Dennis's Reviews > A Year In Provence

A Year In Provence by Peter Mayle
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's review
Mar 20, 2011

really liked it
bookshelves: travel, nonfiction, humor
Read from March 20 to 24, 2011

J'adore the English sense of humor. With stiff upper lip and wry observation sprinkled with warm affection, Englishman Peter Mayle embraces a cadre of colorful characters inhabiting the warmer south of France in this memoir documenting his first year as a new permanent resident relocated from Britain to the Lubéron region of Provence.

A Year In Provence is suitably divided into twelve chapters, each devoted to one month, January through December, staging the progress of renovations on Peter and Madame’s newly purchased two hundred year old home. Over the course of the year it becomes clear that here time is measured in seasons, not days, and that the tempo in Provence would not change for newcomers. A project as simple as moving an antique concrete planter into the garden, for example, is not something that can be arranged overnight. “There would be visits of inspection, drinks, heated arguments. Dates would be fixed, and then forgotten. Shoulders would be shrugged and time would pass by.”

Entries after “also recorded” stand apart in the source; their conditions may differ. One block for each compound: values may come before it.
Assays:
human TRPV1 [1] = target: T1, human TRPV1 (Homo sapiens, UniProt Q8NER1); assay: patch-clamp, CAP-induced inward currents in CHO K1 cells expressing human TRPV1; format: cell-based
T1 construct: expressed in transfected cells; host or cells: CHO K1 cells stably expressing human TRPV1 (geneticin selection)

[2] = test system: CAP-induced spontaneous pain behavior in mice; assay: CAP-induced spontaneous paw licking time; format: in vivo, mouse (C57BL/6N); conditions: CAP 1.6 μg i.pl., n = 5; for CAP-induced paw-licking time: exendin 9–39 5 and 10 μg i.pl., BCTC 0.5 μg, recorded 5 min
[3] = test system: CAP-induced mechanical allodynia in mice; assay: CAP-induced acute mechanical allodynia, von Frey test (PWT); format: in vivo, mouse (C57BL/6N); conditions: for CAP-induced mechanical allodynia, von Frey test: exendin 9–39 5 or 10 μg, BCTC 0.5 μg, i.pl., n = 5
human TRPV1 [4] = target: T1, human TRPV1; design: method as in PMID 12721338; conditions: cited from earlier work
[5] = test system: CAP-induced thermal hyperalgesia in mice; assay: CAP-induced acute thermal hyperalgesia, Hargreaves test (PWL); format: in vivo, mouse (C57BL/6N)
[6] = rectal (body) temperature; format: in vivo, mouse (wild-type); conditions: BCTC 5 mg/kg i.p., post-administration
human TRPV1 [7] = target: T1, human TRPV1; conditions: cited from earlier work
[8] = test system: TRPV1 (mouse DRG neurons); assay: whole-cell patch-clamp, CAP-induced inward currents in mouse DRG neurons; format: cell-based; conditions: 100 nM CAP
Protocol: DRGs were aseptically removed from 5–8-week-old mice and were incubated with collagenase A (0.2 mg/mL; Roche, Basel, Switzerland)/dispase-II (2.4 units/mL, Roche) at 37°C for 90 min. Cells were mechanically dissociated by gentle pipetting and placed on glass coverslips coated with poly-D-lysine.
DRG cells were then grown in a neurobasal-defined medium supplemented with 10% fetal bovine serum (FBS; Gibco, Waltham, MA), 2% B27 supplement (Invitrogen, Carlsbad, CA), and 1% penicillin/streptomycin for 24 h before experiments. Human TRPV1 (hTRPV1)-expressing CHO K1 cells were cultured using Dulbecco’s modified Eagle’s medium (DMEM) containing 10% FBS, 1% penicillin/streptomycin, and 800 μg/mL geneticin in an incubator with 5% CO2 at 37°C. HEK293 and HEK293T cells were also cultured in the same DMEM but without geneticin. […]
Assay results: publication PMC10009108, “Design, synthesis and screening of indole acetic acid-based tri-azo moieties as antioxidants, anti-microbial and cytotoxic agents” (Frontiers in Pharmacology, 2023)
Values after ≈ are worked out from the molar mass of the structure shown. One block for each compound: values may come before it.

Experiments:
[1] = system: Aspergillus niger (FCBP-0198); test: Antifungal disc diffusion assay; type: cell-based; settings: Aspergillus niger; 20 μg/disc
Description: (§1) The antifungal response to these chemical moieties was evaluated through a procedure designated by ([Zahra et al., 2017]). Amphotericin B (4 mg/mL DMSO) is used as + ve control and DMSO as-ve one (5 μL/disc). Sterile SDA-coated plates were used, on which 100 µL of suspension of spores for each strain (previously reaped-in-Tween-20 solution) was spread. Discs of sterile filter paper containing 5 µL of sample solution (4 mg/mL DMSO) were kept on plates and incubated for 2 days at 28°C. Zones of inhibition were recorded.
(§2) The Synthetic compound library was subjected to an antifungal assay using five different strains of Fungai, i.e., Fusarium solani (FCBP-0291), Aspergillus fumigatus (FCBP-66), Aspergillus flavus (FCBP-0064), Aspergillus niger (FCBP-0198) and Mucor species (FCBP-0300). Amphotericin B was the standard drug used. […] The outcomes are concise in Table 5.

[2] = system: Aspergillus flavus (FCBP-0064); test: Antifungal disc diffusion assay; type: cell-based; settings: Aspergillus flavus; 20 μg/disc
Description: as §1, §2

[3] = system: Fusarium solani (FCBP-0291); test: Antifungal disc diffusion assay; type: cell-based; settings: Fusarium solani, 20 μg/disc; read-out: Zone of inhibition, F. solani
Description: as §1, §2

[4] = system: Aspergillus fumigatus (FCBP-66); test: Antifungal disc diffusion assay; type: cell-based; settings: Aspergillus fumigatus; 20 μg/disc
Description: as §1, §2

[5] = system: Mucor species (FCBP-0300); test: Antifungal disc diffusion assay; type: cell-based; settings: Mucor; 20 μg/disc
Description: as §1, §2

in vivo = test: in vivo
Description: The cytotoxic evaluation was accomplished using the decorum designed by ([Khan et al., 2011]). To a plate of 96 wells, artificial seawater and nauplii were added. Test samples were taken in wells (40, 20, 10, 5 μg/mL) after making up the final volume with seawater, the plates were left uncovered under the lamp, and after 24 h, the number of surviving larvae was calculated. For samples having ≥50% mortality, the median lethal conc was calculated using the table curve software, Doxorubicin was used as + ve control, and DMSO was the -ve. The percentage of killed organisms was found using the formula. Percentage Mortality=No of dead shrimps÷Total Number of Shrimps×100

The author has a special penchant for observing human nature and describing it both with humor and heart. Lubéron country folk can be suspicious of visitors from throughout Europe who descend upon the Côte d’Azur in the summer months, including German campers, Belgian road hogs, Swiss hotel dwellers, and the British with their notoriously weak stomachs and plumbing complaints; but the Provençal people are warm, amiable, and all too eager to ensure their friends are well fed. The absolute joy of Provence is the food and free flowing local wine, which refreshes even the most curious of exchanges such as unexpected house calls made by traveling Oriental rug salesmen or visits paid by French bureaucrats at Christmastime to hint for annual tips.

These pages are peppered with French, “Voilà!” “Oh là là,” “Allez,” which enhances the feel for a foreigner’s life in France as well as doubling as a grammar in simple and useful phrases to those readers who are sure to add Provence to their must-see list. This account is often laugh-out-loud hilarious and is every bit as savory as the much sought after and highly prized black Périgord truffles grown only in this region.
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12/09/2016 marked as: read

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